From Dust Review
A tribe embarks on a perilous journey to recover the knowledge of an ancient civilization and explore uncharted territories. With the forces of Mother Nature working against them, the tribe requires aid from “the Breath,” a higher being with the ability to manipulate the earth and elements. Out of This World creator Eric Chahi successfully realizes his ambitious vision of allowing players to control a living, breathing world in From Dust. Fans of god games are in for a unique downloadable experience when staving off disasters while helping the tribe survive.
From Dust is less about building a civilization and more about controlling the environment to protect it, so if you are looking to create and customize villages, look elsewhere. As the Breath, you create paths for migration toward different totem poles by absorbing land, water, and lava, then strategically placing it to clear paths, redirect water or lava flow, or create bridges. Manipulating elements is as easy as moving an airy cursor over the desired matter, using the left trigger to absorb it, then using the right trigger to release. Leading five AI-controlled tribesmen to a totem causes them to automatically populate a village at that location, granting you special powers such as jellifying water, increasing matter absorption, or quickly dousing fires (all of which are mapped to the control pad).
The concept sounds simple, but later maps in From Dust put your puzzle-solving skills to the test. The difficulty surfaces as you attempt to populate all totems in an area against timed natural disasters like volcanic eruptions and tsunamis. Quickly figuring out the most efficient strategy to gain the powers to proceed toward each totem across wildly different environments – plus creating and maintaining a safe haven for tribesmen until the area is cleared – makes for addictive and frantic gameplay.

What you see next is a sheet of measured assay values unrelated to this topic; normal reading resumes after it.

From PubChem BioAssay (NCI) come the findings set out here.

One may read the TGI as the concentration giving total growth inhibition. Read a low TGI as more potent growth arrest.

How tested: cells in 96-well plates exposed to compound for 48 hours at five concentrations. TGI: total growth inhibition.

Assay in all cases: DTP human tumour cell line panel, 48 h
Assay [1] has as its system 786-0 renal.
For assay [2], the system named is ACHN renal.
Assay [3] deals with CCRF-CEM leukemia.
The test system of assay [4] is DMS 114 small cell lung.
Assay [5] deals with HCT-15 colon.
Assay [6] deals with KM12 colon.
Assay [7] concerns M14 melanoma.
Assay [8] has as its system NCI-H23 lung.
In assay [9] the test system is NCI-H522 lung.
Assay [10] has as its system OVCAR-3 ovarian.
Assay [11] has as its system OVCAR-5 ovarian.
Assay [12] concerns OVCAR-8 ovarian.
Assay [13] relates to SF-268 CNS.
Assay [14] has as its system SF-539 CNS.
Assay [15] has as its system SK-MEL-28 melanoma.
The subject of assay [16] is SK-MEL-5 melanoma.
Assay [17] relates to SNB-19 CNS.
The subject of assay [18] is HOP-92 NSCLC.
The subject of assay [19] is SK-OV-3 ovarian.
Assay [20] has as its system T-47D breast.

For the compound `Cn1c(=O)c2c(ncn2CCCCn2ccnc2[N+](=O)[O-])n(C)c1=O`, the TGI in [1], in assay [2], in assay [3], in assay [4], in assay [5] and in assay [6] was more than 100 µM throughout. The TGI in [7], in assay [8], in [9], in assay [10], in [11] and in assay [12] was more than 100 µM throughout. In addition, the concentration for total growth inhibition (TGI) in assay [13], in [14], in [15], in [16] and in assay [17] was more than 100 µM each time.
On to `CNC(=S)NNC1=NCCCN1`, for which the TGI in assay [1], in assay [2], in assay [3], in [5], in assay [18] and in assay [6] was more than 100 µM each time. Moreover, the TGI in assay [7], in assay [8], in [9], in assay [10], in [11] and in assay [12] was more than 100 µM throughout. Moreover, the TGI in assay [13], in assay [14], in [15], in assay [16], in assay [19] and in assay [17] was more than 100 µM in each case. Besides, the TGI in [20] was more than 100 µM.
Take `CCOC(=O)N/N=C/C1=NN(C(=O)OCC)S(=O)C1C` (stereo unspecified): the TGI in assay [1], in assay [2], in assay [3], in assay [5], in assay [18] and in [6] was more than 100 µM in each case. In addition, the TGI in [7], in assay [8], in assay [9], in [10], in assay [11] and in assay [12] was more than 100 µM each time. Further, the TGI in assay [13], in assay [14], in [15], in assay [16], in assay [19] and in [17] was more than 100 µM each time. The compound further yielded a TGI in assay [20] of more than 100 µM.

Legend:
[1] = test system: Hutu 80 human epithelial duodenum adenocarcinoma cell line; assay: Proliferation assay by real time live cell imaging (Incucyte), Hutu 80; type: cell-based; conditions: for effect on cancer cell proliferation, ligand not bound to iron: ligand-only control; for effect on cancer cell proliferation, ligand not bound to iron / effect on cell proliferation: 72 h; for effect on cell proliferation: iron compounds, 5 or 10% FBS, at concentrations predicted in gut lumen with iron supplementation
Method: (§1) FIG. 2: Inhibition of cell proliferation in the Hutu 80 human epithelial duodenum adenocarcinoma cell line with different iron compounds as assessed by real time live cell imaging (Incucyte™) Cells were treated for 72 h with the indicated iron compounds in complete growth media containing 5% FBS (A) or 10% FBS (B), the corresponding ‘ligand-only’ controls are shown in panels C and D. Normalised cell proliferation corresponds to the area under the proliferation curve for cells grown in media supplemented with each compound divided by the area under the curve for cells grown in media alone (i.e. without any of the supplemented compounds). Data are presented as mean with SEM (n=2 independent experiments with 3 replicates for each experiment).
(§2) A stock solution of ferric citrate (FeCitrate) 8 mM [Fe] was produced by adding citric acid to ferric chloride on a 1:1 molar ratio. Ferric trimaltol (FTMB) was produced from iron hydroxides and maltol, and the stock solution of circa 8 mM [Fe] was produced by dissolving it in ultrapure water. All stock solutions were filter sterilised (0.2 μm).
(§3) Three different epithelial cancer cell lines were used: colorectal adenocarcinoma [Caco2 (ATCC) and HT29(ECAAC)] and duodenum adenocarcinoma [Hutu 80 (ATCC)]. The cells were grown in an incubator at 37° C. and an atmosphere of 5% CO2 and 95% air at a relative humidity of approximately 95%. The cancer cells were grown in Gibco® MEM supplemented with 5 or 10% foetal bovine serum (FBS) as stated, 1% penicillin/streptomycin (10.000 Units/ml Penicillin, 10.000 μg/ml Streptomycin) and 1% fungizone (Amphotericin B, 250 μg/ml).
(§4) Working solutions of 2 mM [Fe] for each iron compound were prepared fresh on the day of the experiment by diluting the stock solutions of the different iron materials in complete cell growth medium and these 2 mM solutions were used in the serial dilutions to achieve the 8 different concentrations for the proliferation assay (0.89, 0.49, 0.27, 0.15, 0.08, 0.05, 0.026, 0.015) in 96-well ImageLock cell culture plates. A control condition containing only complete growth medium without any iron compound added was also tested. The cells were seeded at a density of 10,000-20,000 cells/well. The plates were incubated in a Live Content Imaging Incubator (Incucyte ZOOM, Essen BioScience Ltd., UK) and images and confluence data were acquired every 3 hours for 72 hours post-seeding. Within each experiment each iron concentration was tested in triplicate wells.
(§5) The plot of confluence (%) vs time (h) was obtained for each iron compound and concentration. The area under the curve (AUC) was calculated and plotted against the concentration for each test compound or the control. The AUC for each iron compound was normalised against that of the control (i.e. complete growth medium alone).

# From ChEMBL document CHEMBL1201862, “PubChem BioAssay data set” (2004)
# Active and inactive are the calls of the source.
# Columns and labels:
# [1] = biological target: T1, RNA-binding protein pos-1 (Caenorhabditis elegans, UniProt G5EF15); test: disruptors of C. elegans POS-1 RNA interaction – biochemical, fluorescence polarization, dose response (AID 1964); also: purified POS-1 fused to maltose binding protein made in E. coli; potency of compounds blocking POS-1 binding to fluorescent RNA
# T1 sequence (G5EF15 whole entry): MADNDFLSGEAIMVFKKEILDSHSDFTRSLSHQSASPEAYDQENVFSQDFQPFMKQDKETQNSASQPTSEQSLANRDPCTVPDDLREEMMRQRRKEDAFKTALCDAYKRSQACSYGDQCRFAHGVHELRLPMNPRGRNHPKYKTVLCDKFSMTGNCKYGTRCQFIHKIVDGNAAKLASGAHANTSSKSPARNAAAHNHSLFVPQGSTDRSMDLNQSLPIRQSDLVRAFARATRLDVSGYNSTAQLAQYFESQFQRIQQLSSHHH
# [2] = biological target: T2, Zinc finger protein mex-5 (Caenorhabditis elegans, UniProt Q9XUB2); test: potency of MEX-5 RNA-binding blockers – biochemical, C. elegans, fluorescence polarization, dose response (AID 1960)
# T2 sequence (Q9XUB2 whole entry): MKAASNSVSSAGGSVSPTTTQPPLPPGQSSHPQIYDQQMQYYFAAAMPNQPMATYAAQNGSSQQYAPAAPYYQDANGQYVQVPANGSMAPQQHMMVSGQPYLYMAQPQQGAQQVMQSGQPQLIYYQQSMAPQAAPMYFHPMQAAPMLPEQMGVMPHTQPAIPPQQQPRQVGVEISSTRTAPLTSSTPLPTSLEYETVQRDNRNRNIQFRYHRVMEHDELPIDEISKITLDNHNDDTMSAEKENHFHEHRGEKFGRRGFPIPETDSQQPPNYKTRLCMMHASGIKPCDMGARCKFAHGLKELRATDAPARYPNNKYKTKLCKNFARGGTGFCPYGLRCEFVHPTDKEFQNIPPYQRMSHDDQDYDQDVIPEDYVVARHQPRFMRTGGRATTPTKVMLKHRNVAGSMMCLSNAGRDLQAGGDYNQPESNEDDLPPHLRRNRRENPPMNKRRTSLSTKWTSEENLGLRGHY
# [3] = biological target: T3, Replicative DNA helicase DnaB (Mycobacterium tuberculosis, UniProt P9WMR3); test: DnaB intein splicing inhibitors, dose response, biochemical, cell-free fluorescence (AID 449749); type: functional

From Dust sometimes suffers from pathing problems that make leading AI tribesmen frustrating since players have no control over which direction they take. The villagers occasionally get stuck in geometry or take the least-efficient route despite your best environmental efforts, costing you precious time between timed natural disasters and leading to do-overs. These issues aren’t frequent enough to detract from the overall experience, but are annoying on the more challenging maps later in the game.
From Dust also offers challenge maps to complement the main campaign. The maps give players bite-sized timed tasks such as safely leading villagers across canals or dousing raging fires with water. While the challenges offer some light entertainment, you’ll likely sink the most time into playing deity in the main game. With a great variety of maps and tons of secrets to uncover, From Dust’s amorphous sandbox ensures a consistently entertaining journey.